The Girl With The Violin

By Jack Knight

“Last dance!” called the man in the straw hat, and the revellers leapt to attention, forming two lines, everyone facing their partners.

The band struck up, with the playful jolt of the violin rising above the rest, up to the canvas ceiling of the marquee.

I ignored the weave and bob of the dancers as they followed their instructions; instead, my eyes fell upon the girl with the violin. Even from my dim corner of the tent, I could still see every movement she made, every flicker of the bow upon the strings.

She’s the real dancer here, I thought.

“No,” said a voice, slurred but firm.

“What?” I asked calmly. I was reasonably certain there was no way she could have known who I was looking at.

“I said no.” The voice belonged to my friend Katie, who was drunk.“This is no good. This music is awful.”

“What?” I demanded, outraged.

“It’s awful. I could play better in my

sleep.” She couldn’t, as far as I knew. Katie thrashed out the odd sequence of piano chords every once in a while, and thought it made her the eminent wisdom on all matters of rhythm and harmony.

The lines of dancers parted and the bride and groom ran down the middle, barefooted on the grass. The bride had presumably changed since the ceremony, as she wore a sensible dress of dark green. I saw that very clearly.

“They look happy, don’t they?” I muttered to Katie, desperate to change the subject but still stinging from the insult to the girl with the violin.

“I don’t know,” she replied. “I don’t know them.”

I hushed her. It was true that we weren’t supposed to be here; it had been Katie’s idea to come, in fact; we didn’t think of it as gate crashing so much as… visiting. That kind of distinction becomes relatively blurry after a few ciders.

The crowd parted and I saw her again. She was packing her violin away in its case, as carefully as if it were a newborn baby. I admire that kind of care and attention, I thought.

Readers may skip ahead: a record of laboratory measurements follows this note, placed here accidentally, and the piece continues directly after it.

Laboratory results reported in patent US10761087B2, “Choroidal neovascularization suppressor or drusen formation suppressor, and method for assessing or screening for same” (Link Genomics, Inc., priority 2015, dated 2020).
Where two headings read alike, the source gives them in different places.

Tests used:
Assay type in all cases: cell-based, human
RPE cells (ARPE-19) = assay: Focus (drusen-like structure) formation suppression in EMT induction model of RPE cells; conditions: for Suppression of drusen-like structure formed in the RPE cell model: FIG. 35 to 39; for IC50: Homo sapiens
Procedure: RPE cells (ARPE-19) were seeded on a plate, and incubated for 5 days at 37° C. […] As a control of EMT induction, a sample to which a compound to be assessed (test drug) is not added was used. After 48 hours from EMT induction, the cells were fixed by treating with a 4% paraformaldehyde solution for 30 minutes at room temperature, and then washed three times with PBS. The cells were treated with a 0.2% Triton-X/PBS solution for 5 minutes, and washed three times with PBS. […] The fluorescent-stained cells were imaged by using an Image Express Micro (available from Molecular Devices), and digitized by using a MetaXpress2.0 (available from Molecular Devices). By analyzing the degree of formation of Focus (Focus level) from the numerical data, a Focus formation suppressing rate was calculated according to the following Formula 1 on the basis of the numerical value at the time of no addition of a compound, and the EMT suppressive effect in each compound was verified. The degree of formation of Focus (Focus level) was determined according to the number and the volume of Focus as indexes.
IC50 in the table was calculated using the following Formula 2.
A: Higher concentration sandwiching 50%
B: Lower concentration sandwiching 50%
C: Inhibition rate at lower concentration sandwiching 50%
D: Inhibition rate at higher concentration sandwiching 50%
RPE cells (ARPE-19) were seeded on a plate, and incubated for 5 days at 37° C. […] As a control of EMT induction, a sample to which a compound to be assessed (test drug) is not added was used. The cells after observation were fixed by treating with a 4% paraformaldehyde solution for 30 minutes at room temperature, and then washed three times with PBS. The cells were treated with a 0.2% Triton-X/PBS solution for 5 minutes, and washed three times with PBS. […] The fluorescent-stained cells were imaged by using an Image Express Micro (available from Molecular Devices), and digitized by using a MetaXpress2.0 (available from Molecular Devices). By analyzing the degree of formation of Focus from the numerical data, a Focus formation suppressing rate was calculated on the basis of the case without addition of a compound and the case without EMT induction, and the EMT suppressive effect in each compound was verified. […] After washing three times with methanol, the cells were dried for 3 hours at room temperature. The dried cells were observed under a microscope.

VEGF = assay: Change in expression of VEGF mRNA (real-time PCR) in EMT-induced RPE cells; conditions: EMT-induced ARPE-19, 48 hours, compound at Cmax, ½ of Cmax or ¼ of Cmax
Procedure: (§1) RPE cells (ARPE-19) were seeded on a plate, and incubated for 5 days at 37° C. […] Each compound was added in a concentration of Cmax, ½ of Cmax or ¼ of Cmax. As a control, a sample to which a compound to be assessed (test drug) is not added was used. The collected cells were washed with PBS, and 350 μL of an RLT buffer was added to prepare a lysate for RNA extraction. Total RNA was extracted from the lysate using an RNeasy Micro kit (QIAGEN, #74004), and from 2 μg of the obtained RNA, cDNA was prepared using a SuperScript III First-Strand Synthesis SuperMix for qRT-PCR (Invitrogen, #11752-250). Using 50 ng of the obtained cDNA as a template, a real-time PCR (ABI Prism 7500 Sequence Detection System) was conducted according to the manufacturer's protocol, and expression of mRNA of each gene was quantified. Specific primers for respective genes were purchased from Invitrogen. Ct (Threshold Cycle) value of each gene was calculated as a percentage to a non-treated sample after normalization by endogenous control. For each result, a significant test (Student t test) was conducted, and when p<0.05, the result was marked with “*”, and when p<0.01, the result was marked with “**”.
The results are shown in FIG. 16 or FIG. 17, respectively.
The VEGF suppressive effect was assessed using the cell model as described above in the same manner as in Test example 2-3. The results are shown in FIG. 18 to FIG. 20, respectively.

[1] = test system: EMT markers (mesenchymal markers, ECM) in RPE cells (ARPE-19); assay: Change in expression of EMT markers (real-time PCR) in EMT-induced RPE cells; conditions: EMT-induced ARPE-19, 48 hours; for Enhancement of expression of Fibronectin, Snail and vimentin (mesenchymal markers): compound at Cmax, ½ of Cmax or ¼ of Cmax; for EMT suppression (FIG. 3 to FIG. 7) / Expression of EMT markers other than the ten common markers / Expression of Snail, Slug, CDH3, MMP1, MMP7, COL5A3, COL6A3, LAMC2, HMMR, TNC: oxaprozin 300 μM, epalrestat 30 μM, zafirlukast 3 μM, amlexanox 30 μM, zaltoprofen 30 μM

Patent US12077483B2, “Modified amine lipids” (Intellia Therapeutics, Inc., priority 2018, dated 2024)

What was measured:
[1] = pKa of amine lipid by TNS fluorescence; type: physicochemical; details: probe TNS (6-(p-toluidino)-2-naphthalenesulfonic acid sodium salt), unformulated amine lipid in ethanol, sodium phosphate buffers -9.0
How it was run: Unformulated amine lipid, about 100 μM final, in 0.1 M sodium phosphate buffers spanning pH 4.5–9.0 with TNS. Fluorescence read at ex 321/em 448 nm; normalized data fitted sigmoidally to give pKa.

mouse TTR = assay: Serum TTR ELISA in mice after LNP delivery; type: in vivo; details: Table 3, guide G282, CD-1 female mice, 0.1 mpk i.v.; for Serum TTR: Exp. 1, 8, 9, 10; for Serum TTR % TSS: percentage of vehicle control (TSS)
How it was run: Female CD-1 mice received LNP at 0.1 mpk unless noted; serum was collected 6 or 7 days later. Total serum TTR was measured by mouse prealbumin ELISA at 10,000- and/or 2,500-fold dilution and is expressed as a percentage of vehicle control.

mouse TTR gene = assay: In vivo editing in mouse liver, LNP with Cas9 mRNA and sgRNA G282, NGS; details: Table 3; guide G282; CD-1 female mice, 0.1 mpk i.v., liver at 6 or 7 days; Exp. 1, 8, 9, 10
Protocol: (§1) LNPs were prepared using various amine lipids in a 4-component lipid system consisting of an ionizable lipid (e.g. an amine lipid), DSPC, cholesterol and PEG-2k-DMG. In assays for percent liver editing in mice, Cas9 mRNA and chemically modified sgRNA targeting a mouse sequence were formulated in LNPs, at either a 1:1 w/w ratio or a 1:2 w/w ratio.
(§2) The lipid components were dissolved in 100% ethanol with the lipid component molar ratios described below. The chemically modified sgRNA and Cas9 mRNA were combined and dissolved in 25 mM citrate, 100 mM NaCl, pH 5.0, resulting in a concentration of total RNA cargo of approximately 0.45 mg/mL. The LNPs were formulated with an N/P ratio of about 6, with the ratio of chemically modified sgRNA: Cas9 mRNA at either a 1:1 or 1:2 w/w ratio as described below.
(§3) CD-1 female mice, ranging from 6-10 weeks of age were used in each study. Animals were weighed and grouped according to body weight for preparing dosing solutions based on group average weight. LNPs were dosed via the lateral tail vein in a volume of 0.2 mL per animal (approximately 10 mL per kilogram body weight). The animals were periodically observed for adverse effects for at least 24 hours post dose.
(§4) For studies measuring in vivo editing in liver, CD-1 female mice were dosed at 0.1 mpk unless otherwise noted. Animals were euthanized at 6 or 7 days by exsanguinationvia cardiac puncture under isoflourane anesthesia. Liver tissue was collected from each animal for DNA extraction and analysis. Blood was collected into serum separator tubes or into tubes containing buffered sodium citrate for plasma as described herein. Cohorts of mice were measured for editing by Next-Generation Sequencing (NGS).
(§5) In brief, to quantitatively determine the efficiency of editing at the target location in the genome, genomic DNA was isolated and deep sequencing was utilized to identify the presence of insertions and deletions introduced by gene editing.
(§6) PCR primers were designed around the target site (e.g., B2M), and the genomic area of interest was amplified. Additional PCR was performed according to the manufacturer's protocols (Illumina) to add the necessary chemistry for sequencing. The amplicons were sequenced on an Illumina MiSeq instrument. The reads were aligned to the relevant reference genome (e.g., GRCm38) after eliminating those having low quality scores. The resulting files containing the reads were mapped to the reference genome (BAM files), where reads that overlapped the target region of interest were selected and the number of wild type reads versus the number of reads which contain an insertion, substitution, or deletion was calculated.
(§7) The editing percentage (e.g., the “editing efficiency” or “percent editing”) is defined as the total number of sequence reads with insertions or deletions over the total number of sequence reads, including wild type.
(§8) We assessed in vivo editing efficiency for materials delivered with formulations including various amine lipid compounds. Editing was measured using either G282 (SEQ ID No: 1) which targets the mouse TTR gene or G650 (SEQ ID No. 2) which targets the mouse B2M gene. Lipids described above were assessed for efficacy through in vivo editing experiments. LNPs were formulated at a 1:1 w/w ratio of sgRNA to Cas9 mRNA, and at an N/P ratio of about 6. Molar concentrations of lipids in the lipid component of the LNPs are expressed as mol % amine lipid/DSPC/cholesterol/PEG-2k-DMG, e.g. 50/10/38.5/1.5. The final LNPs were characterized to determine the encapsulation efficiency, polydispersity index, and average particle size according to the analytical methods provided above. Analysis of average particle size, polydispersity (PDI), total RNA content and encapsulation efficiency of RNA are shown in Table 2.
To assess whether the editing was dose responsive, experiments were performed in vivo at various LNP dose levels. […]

“Shall we go then?” Katie said. “This is boring.” I couldn’t understand why she sounded so gloomy, not then. I hadn’t looked at her all night. It would later transpire that this was part of the problem.

“I don’t want to go yet,” I said. “I’m enjoying myself.”

“I’m not.”

I’m enjoying her, I thought. She had closed her violin case and was smiling, laughing, at something one of her bandmates had said. To Katie, I simply said, “Well, I’m staying.”

I hardly noticed her touch on my hand. “We shouldn’t stay here,” she said, changing tactics. If I’d looked at her, I’m sure I would have seen fear in her face.

“Somebody will realise we’ve snuck in.”

“No, they won’t,” I said, waving away both her concerns and her touch. “Let’s go and chat!” I laughed.

“Let’s mingle!” Part of me hoped that my joy would infect her, but most of me hardly cared.

The twinkling lanterns, the pleasant bubble of the myriad conversations that had erupted since the band had fallen silent, a warm feeling running through me that couldn’t entirely be attributed to the cider… All of it possessed me like a playful spirit, and I longed to leave my dark, gloomy corner and my dark, gloomy friend. I longed to stride across the crumpled grass and dance some more, and befriend the bride and find another drink, perhaps, and most of all I wanted to talk to her, the girl with the violin, who had now stood up from her seat and was talking gleefully with the man in the straw hat. I was already planning what I was going to say to her. I’d compliment her playing, strongly, to drive away Katie’s harsh words about it. I longed to do all of this… so I did it. With a single glance back at her, I told Katie that I was going to talk to the people, and that perhaps I would tell the band how much I’d enjoyed their performance.

In the brief moment that I looked at her, I saw that she was supremely miserable. I barely comprehended this. My mind was already on the other side of the tent, in the wavering light of the lanterns, talking to her.

I didn’t see as Katie left the tent like a storm blowing quietly away into the night.  I wouldn’t understand until later, much later, why she’d left. And by then, it would be much too late.

Because I’d be the guy with the girl with the violin.